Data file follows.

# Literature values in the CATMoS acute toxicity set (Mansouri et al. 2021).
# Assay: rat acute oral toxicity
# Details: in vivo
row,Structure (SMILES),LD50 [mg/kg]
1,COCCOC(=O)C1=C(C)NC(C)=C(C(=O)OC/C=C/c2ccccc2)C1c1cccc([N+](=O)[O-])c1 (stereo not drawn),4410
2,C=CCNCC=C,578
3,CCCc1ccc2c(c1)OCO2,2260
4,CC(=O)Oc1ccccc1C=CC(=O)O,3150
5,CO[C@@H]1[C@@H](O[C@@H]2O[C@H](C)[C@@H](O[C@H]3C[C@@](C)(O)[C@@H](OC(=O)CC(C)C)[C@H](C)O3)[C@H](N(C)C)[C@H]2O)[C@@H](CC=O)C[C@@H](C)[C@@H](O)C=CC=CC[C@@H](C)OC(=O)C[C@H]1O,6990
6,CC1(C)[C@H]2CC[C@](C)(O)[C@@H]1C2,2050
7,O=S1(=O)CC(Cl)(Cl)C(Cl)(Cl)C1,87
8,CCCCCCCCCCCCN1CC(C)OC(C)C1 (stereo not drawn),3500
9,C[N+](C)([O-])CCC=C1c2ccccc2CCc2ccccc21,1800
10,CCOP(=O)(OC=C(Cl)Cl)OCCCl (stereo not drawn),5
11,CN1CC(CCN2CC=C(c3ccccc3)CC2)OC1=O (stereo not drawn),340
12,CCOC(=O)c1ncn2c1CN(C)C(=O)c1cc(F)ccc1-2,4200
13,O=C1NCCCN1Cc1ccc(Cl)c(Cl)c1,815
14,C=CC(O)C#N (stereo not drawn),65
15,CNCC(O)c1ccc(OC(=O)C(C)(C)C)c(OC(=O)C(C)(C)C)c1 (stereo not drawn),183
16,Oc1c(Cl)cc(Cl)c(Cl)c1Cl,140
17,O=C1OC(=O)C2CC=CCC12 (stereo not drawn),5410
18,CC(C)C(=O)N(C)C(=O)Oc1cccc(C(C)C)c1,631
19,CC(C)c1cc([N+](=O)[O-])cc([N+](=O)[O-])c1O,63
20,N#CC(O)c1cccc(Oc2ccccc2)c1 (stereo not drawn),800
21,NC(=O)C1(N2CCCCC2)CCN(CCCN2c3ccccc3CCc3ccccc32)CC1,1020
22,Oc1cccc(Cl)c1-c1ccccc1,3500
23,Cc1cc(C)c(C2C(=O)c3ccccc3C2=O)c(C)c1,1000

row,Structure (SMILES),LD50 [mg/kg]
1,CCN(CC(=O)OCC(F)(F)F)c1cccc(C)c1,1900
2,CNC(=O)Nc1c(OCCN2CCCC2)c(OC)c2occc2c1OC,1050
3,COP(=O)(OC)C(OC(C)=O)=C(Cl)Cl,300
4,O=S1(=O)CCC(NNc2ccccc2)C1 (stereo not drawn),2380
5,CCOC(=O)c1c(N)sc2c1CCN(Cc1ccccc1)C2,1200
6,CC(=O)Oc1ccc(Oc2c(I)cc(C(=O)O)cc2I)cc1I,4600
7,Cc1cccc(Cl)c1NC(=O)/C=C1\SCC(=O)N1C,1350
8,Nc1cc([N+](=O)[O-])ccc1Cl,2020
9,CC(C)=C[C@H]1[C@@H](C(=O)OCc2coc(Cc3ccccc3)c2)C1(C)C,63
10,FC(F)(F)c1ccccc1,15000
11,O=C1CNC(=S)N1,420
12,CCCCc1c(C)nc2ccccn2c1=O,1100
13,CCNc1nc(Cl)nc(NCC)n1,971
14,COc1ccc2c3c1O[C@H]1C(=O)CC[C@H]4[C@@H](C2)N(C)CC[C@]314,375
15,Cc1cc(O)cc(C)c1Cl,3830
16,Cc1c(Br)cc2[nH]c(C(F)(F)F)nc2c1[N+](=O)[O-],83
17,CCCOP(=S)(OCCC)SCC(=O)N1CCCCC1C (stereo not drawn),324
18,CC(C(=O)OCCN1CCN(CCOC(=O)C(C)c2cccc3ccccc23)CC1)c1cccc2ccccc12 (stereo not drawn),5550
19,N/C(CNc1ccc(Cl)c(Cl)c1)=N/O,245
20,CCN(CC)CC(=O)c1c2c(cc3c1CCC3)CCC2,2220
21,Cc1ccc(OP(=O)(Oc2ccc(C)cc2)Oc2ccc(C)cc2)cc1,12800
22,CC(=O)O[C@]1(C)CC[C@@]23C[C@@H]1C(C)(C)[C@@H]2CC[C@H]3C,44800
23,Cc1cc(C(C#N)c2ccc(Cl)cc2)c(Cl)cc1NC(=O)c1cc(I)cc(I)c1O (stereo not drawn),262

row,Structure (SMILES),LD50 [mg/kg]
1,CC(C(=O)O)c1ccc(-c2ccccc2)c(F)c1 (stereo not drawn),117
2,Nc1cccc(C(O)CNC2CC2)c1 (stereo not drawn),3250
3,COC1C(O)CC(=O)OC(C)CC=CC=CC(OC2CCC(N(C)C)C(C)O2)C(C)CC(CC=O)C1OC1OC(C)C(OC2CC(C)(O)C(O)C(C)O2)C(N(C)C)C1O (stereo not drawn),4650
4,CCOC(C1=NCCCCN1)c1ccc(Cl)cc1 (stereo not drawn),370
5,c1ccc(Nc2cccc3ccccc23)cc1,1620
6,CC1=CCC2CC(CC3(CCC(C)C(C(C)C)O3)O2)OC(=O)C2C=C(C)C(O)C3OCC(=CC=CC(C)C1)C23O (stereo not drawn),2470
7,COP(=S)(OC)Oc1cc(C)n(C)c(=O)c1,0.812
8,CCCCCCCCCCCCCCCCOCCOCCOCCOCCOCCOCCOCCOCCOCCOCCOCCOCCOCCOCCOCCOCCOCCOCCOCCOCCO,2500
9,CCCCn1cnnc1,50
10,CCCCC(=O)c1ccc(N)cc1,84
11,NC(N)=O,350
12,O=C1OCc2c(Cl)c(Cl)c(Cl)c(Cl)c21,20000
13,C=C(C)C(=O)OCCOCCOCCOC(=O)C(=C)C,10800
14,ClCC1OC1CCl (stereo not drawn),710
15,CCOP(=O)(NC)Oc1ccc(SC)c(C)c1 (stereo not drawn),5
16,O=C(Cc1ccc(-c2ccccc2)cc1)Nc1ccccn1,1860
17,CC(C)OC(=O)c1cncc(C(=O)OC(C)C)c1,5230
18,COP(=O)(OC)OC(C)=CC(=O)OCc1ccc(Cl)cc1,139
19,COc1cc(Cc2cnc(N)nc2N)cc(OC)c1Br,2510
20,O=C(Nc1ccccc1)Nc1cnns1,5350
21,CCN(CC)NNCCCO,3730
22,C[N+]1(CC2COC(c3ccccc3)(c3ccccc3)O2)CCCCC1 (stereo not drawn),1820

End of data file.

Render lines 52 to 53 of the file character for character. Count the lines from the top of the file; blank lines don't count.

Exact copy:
row,Structure (SMILES),LD50 [mg/kg]
1,CC(C(=O)O)c1ccc(-c2ccccc2)c(F)c1 (stereo not drawn),117